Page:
On Lembata we visited Mawa and Dikesara* (I had this noted as Lowelain). Here was a case of how living in a actively volcanic region influences life. At Mawa village, there is no drinking water as it is very high in sulphur. Water is imported. Imported water is also used for dyeing though we told that the local water gives yellow on yarn. The dye pots used come from another village. They are bartered for corn, textiles and cocoa. Perhaps the pots are also full when they arrive. We also saw more broken threads in weaving. Is this a case of seeing less experienced weavers or weaving with no sizing to help strengthen the handspun yarn or does the atmosphere or water if it has been used create weaker threads? There were some very beautiful warp striped fabrics here. Dikesara had similar textiles. I think that it was here that when they changed the water pipes, the dye colours also changed.

The colours are more “earthy”.

These are all those broken warp threads I referred to.

What a delightful way to go shopping. Yes that’s the sea in the background.

A more detailed look at stripes and combinations of ikat patterning in one textile.

What a colour feast awaited us at Uma Pura on Ternate Island. Up to now we’d seen predominantly morinda and indigo with an odd spot of other colour, but here was a magnificent array of colour. All were natural dyes, some obtained by plant matter with others from the sea.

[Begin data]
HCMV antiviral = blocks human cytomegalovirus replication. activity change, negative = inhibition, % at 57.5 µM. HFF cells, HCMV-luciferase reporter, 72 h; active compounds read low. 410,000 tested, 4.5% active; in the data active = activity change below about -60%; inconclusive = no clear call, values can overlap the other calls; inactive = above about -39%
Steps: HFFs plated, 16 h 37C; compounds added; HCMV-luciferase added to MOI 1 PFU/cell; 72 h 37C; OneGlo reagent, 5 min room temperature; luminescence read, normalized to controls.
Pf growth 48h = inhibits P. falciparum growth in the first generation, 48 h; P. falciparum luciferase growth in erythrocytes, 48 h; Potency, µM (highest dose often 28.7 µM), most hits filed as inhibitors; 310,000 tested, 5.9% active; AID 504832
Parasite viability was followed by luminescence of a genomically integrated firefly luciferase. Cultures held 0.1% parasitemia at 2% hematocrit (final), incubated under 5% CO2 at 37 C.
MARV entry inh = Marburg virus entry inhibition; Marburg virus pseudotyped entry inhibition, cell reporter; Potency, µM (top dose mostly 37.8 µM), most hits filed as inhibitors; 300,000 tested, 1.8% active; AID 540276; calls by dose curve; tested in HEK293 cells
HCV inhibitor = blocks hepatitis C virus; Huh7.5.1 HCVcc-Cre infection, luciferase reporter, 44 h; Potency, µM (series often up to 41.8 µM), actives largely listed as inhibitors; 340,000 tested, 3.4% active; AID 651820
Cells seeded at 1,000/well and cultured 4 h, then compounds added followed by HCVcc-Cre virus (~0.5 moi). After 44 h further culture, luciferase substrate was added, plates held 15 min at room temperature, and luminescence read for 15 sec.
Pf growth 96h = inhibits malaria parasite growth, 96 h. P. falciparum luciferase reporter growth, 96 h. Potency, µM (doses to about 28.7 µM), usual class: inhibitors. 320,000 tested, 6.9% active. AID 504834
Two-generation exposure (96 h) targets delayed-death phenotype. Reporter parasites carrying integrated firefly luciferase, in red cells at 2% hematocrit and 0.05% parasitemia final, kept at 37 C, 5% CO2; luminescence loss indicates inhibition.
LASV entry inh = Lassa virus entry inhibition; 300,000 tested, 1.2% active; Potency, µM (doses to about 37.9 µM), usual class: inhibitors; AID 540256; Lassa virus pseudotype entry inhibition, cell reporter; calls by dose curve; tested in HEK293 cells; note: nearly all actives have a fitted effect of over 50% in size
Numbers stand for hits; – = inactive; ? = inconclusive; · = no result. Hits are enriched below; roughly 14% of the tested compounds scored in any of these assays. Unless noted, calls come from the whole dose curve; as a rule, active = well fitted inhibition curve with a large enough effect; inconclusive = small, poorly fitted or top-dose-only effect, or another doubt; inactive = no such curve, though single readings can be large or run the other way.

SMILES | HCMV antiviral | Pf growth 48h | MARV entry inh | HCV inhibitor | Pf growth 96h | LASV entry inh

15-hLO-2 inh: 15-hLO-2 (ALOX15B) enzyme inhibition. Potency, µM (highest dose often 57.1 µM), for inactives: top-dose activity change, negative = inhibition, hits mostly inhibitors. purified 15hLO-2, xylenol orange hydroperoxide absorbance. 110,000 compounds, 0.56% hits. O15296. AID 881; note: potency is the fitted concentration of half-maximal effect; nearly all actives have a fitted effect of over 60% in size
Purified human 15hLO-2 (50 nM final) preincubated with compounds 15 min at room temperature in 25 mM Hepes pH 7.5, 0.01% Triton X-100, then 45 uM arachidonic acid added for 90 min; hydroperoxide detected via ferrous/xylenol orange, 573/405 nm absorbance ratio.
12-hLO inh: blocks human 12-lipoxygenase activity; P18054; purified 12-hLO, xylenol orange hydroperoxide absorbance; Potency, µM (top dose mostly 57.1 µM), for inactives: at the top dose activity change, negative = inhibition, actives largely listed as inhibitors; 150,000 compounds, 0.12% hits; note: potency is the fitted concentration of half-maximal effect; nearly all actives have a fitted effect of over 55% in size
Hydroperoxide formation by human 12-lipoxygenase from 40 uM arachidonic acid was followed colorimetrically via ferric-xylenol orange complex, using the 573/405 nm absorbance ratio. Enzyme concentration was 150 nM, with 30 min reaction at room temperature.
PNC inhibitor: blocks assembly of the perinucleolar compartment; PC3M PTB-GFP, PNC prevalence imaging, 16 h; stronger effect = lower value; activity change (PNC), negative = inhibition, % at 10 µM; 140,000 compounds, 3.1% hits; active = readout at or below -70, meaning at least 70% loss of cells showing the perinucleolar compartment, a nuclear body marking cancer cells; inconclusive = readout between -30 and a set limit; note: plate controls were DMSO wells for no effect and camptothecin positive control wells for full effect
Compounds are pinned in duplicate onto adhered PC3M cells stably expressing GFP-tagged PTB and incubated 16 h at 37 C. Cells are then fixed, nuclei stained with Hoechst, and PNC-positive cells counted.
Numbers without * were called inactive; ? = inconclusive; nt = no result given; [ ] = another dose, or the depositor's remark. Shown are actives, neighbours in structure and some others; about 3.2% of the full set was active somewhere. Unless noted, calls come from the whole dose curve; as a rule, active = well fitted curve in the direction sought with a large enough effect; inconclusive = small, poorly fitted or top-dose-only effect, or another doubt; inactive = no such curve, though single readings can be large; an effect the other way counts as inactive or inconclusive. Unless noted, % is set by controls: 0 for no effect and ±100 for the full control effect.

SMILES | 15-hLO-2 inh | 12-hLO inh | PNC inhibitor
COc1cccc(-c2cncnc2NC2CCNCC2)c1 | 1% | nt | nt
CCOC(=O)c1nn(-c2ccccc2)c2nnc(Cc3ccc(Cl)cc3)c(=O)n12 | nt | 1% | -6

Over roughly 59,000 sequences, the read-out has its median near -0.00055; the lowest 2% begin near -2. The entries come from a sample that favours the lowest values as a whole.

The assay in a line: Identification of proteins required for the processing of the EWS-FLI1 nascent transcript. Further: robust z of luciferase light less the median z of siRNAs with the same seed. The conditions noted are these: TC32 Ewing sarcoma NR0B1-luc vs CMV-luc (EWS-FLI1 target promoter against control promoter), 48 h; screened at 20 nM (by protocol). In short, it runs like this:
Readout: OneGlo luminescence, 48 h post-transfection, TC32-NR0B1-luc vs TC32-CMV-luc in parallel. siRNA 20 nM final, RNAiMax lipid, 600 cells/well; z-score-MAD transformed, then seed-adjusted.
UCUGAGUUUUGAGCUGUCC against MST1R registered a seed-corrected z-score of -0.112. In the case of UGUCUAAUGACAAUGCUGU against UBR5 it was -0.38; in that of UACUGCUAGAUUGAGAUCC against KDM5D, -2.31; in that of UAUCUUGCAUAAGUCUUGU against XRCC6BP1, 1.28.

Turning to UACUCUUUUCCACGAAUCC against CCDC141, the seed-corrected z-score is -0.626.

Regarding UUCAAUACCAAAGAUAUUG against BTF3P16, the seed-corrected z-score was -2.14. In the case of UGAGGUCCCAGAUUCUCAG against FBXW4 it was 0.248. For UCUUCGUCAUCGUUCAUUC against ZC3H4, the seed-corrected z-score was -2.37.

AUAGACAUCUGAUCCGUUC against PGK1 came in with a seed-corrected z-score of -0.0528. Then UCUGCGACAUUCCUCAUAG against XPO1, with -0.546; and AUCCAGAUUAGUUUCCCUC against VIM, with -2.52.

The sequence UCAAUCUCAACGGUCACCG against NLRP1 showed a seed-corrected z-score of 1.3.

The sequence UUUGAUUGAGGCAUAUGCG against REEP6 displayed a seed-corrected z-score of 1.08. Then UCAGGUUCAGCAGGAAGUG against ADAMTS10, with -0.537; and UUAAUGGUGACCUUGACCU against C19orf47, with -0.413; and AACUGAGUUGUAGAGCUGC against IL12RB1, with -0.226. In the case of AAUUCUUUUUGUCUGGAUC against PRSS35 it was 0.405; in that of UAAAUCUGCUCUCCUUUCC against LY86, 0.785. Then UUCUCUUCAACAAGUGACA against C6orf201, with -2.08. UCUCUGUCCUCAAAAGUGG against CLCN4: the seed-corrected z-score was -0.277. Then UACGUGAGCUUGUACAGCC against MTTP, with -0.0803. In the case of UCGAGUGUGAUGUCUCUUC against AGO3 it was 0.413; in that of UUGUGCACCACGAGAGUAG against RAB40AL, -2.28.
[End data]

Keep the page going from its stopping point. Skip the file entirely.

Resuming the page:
Yellow is obtained from turmeric and lime fruit. Orange is the yellow dye bath + lime powder (used for indigo). Both are hot processes. (orange above)

Another group dyed yellow from turmeric, milk weed leaves and candlenut.

 

Pink from the bark of the hong tree. It has very hot water poured over it 5 – 6 times to get the deepest colour. Bone (front) from sea weed or sea grass.

Rose brown comes from the sea hare. The sea hare is shown at the back and yarn is being dyed in the dish at the front. You may also see it in the image above.

 

This orange/brown from a sea urchin.

 

Beige from the castor plant leaves.

Dark green from the Indian Almond tree + indigo. Mustard is from the jack fruit bark. Blue is of course indigo. Black is from indigo + lime. Dark brown from morinda and candlenut.

Bright green is from the Indian almond tree. Here’s a comparison of the two greens.

This deep purple came from the sea sponge. The sponge is beside the yarn.

Here’s a couple of interesting additional information on dyeing. Men must not be involved in dyeing with indigo. It will affect their fertility. Dyeing must be done during daylight hours. The dye baths must be taken in at night or “the moonlight will change colour”.

There were 5 weaving groups represented here with about 20 members in each group. Lines of interesting textiles with various colours and imagery were stretched around an oval. The imagery was also reflective of life by the sea with various sea creatures: whales, sting rays, fish, crabs, turtle though there were other more “usual” styles of imagery too.

The Kalabahi Museum was the highlight of our visit to Alor Island. The museum had a wonderful collection of textiles all displayed in glass cabinets though the staff were more than willing to open these doors for us.